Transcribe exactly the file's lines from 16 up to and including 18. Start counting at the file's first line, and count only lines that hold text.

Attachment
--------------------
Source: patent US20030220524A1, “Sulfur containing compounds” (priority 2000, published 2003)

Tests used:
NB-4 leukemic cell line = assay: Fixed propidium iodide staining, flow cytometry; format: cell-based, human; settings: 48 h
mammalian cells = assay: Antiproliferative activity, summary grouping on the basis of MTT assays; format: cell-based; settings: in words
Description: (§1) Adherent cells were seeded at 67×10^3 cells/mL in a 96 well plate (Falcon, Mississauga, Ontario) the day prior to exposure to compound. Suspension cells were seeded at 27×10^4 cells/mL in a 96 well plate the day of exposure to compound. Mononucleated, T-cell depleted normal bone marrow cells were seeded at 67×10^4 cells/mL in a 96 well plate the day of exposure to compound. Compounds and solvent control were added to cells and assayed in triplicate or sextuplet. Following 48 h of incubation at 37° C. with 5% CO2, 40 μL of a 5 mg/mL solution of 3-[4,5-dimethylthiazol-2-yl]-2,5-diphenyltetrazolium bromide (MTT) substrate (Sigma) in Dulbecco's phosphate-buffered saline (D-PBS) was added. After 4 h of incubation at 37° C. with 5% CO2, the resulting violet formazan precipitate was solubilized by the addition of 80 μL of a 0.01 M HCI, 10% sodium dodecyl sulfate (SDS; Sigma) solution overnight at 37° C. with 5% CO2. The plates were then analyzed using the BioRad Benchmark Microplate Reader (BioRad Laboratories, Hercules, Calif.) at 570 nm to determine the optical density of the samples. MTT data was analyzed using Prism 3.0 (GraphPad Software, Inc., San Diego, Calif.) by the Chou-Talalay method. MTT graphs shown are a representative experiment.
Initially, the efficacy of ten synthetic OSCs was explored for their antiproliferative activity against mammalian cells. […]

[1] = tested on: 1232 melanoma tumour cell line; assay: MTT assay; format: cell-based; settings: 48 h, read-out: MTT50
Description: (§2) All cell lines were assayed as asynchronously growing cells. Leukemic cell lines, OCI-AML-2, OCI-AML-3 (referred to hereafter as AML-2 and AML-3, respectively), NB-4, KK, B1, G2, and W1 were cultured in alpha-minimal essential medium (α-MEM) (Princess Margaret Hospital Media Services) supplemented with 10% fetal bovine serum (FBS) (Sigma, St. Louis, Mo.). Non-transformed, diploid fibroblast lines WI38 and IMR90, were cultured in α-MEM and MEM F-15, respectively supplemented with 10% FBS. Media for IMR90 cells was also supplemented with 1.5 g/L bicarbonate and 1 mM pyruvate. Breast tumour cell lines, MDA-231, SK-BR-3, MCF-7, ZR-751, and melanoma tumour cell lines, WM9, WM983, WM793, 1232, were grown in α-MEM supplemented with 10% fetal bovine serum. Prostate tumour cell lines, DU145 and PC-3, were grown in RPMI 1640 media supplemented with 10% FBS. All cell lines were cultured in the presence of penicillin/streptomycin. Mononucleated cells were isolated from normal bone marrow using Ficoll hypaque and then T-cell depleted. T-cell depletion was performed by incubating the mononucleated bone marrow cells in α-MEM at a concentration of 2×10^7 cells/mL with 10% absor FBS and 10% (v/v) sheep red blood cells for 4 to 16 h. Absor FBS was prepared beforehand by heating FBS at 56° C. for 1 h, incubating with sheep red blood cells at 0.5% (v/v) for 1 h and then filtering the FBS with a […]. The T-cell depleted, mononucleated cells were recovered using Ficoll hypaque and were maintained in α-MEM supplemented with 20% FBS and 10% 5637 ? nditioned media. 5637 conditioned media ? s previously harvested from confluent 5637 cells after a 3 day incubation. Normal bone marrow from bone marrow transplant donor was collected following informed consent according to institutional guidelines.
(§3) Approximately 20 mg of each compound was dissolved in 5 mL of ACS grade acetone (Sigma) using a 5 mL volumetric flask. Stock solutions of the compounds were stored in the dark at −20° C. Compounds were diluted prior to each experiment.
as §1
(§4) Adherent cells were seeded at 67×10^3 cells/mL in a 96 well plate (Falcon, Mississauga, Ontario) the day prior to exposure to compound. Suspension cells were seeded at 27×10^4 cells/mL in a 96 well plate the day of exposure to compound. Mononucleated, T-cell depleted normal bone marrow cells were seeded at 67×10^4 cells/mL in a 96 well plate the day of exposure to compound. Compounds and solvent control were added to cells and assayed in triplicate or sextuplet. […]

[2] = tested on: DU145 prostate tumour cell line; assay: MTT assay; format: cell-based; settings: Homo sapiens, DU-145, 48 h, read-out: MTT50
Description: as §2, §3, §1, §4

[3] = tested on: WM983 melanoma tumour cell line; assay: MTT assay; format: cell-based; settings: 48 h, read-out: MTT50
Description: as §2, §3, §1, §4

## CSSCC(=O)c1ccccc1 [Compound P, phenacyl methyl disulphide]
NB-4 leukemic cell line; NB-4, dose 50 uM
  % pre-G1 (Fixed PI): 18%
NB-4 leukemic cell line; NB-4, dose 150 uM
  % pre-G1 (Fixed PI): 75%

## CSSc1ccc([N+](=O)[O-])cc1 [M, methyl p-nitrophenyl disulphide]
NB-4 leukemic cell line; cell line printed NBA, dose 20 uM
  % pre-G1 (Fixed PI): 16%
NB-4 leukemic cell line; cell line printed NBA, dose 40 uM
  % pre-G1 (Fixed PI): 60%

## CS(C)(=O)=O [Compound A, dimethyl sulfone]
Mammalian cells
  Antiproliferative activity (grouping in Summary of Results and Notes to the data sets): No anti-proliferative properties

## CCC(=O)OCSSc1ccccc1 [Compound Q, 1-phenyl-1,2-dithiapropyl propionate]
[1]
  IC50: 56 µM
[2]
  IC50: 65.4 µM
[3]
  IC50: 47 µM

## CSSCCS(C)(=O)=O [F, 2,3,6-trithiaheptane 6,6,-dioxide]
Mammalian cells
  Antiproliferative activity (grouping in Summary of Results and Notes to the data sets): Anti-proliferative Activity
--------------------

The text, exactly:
## CSSCC(=O)c1ccccc1 [Compound P, phenacyl methyl disulphide]
NB-4 leukemic cell line; NB-4, dose 50 uM
  % pre-G1 (Fixed PI): 18%